When Rory McIlroy emerged from the back of a police car at Medinah Country Club minutes before his Ryder Cup Sunday match against Keegan Bradley, legendary golf writer Dan Jenkins tweeted, “The only thing that would have made Rory’s late entrance better: if his cop-car escort had been driven by Jake and Elwood Blues.”
Michael Sneed of the Chicago Sun-Times tracked down McIlroy’s Sunday driver, Patrick Rollins, the deputy police chief of Lombard, Ill. He wasn’t on a “mission from God” like the Blues Brothers, but Rollins was aware of his great responsibility as he raced McIlroy from the European team hotel to the golf course.
“I was just doing my duty,” said Rollins, whose fast thinking and deft driving Sunday is being credited with getting tardy golf ace McIlroy to the Medinah Club in time to snatch the cup from Team USA.
“The Ryder Cup was won on the golf course and not on the road,” chuckled Rollins.
“But I am getting a lot of ribbing for not driving to the wrong golf course or getting a flat tire,” Rollins [said].
“But believe me, I would have done it for the American players if they had wound up being accidentally late like McIlroy.”
The Sun-Times’ also describes the scene on Sunday morning around the Westin Hotel in Lombard, where the European players were staying. Deputy Chief Rollins said that Lombard officials who were coordinating travel to the course started wondering about McIlroy, who thought his tee time for his singles match against Keegan Bradley was at 12:25 p.m. The actual tee time was 11:25 a.m., and when McIlroy realized what was happening, he only had about a half-hour to get to the course.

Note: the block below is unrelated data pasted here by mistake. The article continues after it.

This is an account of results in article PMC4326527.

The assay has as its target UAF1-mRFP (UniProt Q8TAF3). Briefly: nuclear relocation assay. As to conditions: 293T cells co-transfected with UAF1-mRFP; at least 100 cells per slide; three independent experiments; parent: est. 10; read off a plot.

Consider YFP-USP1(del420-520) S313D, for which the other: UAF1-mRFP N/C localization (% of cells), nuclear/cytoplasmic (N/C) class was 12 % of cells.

According to Google Maps, the drive from the Westin in Lombard to Medinah takes 20 minutes in no traffic, forget about during a sporting event attended by tens of thousands.
Exiting the hotel, McIlroy jumped into the front seat of an unmarked squad car. Rollins was at the wheel.
“He looked stunned, anxious and looked like a lot was going through his mind like I would have been,” said Rollins. “So I asked him if he’d be okay with me driving because of the possibility of motion sickness.”
McIlroy said: “No, just get me there. Get me there.”
Quoth Rollins: “He was very composed, but I kept reassuring him we’d get to the course on time. I believe it was 11 a.m. when he got in the car and we must have gotten to the club in 30 minutes. It’s hard to gauge.”
Rollins radioed ahead to traffic posts, used his sirens to bust-up traffic at one juncture and got McIlroy to the golf course in the nick of time.
The rest is history.
Rory later tweeted a picture with the officer: